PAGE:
Professor Frank Sander was a leading expert on alternative methods of dispute resolution and is one of the pioneers of the field. Among other innovations, one of his early papers put forth the idea of the "Multi-Door Courthouse," a court system that helps direct disputants to the most appropriate route to resolution. Multi-Door Courthouse systems are presently in use in the United States in Colorado, Georgia, Massachusetts, Texas, and Washington D.C., among other places, and internationally in Nigeria and Singapore.
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Concerns and Optimism for Future
Frank Sander reflects on his concerns within the field, which include the tension of quality vs. quantity of the practice, the lack of studies of cost effectiveness, disappointments with the court system fees, and the difficulty of getting more young people/apprentices into the field. However, he's optimistic about the future of mediation.
Challenges of Institutionalizing Mediation
Frank Sander talks about the challenges institutionalization presents: trying to build on what's good without impairing the quality of the practice, becoming part of the court system without courts taking over mediation.
Should Court Mediators Be Lawyers?
Frank Sander discusses how ironically, there has been an ongoing battle within the court system of whether or not mediators need to be lawyers to practice within the courts. Sander voted they didn't need to be lawyers, which was the majority opinion.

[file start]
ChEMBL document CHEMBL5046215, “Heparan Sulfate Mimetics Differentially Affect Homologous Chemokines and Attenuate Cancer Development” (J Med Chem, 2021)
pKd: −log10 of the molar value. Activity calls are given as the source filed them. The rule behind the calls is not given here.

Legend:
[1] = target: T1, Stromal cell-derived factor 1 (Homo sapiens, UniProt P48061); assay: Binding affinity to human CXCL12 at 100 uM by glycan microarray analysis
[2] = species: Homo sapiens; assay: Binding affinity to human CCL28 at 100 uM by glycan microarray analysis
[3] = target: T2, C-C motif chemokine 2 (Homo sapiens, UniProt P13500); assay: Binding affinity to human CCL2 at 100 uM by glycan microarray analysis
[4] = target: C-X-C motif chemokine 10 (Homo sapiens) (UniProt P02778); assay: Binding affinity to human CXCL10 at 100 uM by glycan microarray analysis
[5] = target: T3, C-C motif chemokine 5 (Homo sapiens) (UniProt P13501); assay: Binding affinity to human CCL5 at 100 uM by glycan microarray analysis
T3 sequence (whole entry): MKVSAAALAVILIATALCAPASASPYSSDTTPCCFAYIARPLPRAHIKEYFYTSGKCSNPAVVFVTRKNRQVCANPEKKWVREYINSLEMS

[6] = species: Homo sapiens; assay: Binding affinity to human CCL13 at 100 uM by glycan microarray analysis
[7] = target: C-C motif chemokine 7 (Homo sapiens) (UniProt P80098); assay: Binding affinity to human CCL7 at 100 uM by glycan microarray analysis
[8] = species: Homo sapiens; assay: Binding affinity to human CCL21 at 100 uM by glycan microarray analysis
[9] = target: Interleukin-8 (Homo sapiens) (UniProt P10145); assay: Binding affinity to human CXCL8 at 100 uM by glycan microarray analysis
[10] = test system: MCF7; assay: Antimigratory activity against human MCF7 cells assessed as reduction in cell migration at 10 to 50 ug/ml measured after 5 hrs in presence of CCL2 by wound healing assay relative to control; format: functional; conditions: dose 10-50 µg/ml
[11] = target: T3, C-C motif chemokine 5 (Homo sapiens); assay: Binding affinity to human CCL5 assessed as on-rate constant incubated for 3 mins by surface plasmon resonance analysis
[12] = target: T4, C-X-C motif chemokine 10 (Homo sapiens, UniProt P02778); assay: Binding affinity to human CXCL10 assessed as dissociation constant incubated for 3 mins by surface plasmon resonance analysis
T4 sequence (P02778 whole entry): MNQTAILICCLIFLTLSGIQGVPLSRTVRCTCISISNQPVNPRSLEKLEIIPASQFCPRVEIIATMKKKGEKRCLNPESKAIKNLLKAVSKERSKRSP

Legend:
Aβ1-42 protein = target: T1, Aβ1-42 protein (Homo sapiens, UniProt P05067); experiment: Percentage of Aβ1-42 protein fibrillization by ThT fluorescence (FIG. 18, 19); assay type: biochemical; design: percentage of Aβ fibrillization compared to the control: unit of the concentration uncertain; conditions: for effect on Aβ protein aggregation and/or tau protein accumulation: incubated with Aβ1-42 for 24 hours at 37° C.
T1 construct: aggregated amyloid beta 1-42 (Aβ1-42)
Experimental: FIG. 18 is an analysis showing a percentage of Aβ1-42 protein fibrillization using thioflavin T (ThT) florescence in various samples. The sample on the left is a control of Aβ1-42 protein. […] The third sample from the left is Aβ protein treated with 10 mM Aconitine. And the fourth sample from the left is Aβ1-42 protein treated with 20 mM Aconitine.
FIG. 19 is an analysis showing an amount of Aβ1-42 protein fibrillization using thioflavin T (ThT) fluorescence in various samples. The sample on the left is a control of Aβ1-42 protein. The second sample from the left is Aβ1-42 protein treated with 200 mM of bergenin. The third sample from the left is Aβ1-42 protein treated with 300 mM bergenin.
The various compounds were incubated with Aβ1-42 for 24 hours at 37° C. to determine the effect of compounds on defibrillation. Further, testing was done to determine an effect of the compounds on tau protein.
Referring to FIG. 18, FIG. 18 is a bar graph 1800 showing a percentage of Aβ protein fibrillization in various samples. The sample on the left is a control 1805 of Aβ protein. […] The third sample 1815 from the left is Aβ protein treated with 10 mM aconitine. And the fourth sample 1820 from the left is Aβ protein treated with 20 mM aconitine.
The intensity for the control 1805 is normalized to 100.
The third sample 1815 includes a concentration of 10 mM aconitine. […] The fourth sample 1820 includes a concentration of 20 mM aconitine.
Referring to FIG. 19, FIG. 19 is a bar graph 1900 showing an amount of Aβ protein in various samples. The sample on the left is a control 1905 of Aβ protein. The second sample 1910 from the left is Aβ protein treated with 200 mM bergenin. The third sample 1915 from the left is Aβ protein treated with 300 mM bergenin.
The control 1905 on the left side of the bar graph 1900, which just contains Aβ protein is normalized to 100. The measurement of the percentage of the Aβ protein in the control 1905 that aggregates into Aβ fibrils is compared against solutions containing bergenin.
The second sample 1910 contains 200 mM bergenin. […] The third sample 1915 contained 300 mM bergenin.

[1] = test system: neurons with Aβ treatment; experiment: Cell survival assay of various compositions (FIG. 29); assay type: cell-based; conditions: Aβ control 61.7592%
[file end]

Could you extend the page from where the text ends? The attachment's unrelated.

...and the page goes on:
Interview with Frank Sander
This is the complete interview by Robert Benjamin with Harvard Law Professor Frank Sander, founder of the Multi-Door Courthouse movement, filmed as part of Mediate.com's 'Views from the Eye of the Storm' Series.
In Memoriam: Frank E.A. Sander, pioneer in ADR (1927-2018)
Frank E.A. Sander ’52, a longtime Harvard Law School professor and a pioneer in the field of alternative dispute resolution, has died. He was 90.
The Three Phases of Alternative Dispute Resolution
Frank Sander speaks of three phases he's noticed in ADR: the Pound Conference followed by ten years of experimentation. The next ten years was the incorporation and practice in law schools and court systems as well as discovering the weaknesses of the practice. The last ten years have been the institutionalization of the field.
Frank Sander: Determining A Mediator's Competency - Video
Frank Sander talks about the 'hot' topic of developing a process for determining a mediator's competency. He hopes licensing will not be a form of determining that competency, but rather focusing on the amount of training a mediator has had.
Frank Sander: Career Path Evolved from Litigation to Mediation - Video
Frank Sander speaks of how he became involved in negotiation and dispute resolution, emphasizing that it was more of an evolving path laid before him rather than a conscious choice to change from family and tax law.
Sander, Frank: Career Move to Mediation Provided a Challenge - Video
Frank Sander talks about why he decided to change career paths in the 70s from tax and family law to mediation. He thought change was important and wanted to be challenged instead of continuing to teach after 15 years.